Now to determine the concentration of C14 relative to the total dynamic carbon reservoir requires estimating the size of the reservoir as well. Unfortunate y no convenient "handle" is available such as was the case for the amount of radiocarbon. The three parts of the dynamic reservoir-atmosphere, hydrosphere, and biosphere--must be considered separately. The atmosphere presents little problem since its mass and carbon content are well measured. In the hydrosphere, inorganic carbon, present as dissolved carbonate and bicarbonate, is calculable by methods outlined in Sverdrup's classic text on The Oceans3; the temperature, pH, and so-called alkalinity of the ocean fix the inorganic carbon content within a small range. Dissolved organics are obtained by analysis of many samples. In the case of the biosphere, estimation is more difficult. Libby estimated the amount of biosphere carbon from published annual rates of photosynthesis together with a rough figure of the average carbon atom's residence time in the biosphere. Fortunately, the biosphere is a small fraction of the total dynamic carbon reservoir even in the most liberal estimates, and so any errors in it have little influence on the total estimate. In Table I are listed the reservoir estimates of several men.2.4,5 The controlling size of the hydrosphere contribution and the consistency among estimates are immediately obvious. Libby considers his total to be accurate within +/- 15 percent.

In review, then, before Libby had found any natural radiocarbon, he had postulated that 66 metric tons of it were contained within the 42 trillion metric tons of carbon comprising the dynamic reservoir. If distributed evenly, each radiocarbon atom would have about 600 billion stable carbon atoms to itself. Should any portion of the dynamic reservoir-such as a piece of wood or a clam shell-be cut off from the dynamic reservoir, as by death, its source of radiocarbon replenishment would also be cut off. Then the radio carbon concentration would begin to drop through C14 disintegration. Table II shows the decay pattern of a hypothetical sample containing 512 million radiocarbon atoms at the time of its departure from the dynamic carbon reservoir. In mathematical language, this
table is equivalent to N/N0 = e -693T/T1/2 where No is the initial number of C14 atoms, N = number of C14 atoms
at time T, and T
1/2 = the C14 half-life of 5568 years. This is the solution of the basic radioactive decay equation,  where X is the decay constant.

It becomes obvious, therefore, how radiocarbon dating is possible. One must first establish the carbon-14 concentration in the dynamic reservoir and then measure the radiocarbon concentration of an object removed from that reservoir. The ratio of the two concentrations is a direct measure of the object's age, provided the reservoir has been uniform in
C14 concentration through time. A ratio of 1/2, for example, means an age of one half-life or 5568 years.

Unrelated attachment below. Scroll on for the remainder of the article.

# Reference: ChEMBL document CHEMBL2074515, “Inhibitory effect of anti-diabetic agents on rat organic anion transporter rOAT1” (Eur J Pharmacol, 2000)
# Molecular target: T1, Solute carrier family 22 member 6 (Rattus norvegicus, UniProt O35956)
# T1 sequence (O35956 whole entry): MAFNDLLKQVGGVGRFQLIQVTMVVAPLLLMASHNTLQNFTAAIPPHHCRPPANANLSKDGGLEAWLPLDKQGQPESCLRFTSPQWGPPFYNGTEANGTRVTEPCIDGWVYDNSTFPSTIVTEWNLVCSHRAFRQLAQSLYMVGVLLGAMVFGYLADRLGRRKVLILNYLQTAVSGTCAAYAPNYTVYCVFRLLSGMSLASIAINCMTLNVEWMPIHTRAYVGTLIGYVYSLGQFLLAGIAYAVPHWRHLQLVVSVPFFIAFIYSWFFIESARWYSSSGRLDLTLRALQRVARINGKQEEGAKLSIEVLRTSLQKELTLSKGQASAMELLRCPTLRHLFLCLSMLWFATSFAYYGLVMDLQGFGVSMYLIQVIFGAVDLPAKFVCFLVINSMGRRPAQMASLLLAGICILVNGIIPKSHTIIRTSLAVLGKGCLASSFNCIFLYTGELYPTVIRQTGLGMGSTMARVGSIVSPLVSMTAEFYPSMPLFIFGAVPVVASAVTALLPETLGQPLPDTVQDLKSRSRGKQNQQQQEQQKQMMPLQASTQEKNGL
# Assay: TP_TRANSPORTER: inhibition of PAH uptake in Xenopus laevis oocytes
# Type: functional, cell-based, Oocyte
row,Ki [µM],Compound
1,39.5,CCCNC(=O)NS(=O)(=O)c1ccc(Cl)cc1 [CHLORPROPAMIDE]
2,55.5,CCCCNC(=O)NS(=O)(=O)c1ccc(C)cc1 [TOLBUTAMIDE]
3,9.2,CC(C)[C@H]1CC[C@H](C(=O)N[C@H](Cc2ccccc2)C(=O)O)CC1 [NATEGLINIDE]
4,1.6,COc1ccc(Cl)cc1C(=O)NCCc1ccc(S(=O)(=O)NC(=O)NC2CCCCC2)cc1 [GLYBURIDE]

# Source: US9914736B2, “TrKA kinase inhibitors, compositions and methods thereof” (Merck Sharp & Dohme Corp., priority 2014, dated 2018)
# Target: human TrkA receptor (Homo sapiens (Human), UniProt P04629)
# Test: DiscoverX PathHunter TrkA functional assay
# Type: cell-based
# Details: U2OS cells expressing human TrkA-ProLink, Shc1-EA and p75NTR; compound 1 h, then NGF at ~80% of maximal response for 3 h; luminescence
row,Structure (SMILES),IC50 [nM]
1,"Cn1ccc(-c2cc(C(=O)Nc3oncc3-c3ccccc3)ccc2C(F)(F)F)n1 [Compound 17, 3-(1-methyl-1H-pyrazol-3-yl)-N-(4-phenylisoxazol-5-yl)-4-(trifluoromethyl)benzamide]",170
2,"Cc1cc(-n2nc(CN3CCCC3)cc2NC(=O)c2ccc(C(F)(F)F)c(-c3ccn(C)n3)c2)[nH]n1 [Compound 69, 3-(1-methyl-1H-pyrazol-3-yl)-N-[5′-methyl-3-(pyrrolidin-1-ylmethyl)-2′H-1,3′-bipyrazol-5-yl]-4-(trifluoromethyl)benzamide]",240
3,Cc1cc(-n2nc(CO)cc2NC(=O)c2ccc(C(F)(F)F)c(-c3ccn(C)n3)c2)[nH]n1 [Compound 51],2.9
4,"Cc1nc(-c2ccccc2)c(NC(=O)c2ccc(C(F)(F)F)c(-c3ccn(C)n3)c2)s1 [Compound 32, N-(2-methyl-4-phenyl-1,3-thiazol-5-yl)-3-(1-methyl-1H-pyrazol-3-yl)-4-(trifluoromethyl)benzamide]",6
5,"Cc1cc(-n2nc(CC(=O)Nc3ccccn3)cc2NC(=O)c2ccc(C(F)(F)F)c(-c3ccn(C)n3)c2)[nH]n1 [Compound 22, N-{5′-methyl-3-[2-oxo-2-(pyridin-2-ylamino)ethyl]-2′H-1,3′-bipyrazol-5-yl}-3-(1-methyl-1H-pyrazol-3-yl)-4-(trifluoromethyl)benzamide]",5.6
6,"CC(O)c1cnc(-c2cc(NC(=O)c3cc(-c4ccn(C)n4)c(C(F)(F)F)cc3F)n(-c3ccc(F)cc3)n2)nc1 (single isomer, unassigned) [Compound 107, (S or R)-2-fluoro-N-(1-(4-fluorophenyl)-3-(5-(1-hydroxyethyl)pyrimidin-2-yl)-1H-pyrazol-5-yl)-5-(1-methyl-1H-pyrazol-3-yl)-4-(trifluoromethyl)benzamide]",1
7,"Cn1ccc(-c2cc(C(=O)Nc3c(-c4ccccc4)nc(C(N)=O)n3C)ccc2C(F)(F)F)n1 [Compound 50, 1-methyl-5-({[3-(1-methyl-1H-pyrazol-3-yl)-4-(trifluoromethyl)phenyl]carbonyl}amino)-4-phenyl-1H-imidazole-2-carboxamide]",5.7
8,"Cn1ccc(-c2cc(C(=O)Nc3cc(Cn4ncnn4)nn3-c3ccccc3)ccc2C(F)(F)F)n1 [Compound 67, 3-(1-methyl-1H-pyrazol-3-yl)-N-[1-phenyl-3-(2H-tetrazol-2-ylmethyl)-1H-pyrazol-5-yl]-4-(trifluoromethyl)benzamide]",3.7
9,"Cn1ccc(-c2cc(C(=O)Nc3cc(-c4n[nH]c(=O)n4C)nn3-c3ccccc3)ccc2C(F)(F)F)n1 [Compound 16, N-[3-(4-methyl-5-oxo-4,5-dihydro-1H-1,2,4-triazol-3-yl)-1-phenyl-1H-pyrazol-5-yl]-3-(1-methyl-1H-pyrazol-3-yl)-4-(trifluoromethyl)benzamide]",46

All this is clear-cut it would seem. But all Libby had then was a potential method of dating. Natural radiocarbon existed only as a necessary conclusion from other facts, and its uniform distribution throughout the dynamic carbon reservoir was merely a postulate. If Libby could detect C14 in the reservoir and could find it disintegrating at about 19 atoms per minute per gram of total carbon, then a new method of dating seemed assured. In short, Libby did detect C14, first in sewage methane that had been enriched in radiocarbon by thermal diffusion, finally in unenriched methane. And the disintegration rate per gram of total carbon was found to be around 15 per minute, amazingly close to the predicted value of 19.

There are a number of empirical checks which can be made on the theory of radiocarbon dating. Five are listed as follows:

1. Check the uniformity of the dynamic reservoir by measuring the disintegration rates of samples gathered throughout the world.
2. Check radiocarbon dates against known historic and tree-ring dates.
3. Check a stratigraphic sequence of dates for consistency-as for example the levels of human occupation in a cave or carbonate shell samples from various places along an ocean sediment core.
Check the dates of contemporaneous samples of different chemical nature-as wood and shells. 
5. Check the radiocarbon date of a sample against the date obtained by another physical-chemical procedure, such as the ionium method for ocean sediments.

Check No. 1 From various parts of the world

Libby2 obtained numerous wood samples. Samples were taken from sea level up to the tree line. Except for one sample, all specific activities were between 14.5 and 15.9 disintegrations per minute per gram. This uniformity is in sharp contrast to the wide range over which
C14 production rates vary as a consequence of differing geomagnetic latitude and elevation within the atmosphere. Apparently, the atmosphere is turbulent enough to distribute the radiocarbon evenly.

Check No. 2 Tables III and IV list several historical and tree-ring dates along side the corresponding radiocarbon dates.6 Errors attached to the C14 dates are due only to the statistical or random nature of radioactive disintegrations. It is well to emphasize that the dates tabulated are the rule rather than the exception. Unfortunately, historical and tree-ring dates are limited to the last 5000 years or less.

Check No. 3 In Table V are radiocarbon date sequences from an Iranian cave7 and from the bottom deposits of Searles Lake, California.2 Both show the expected progressive age increase with depth.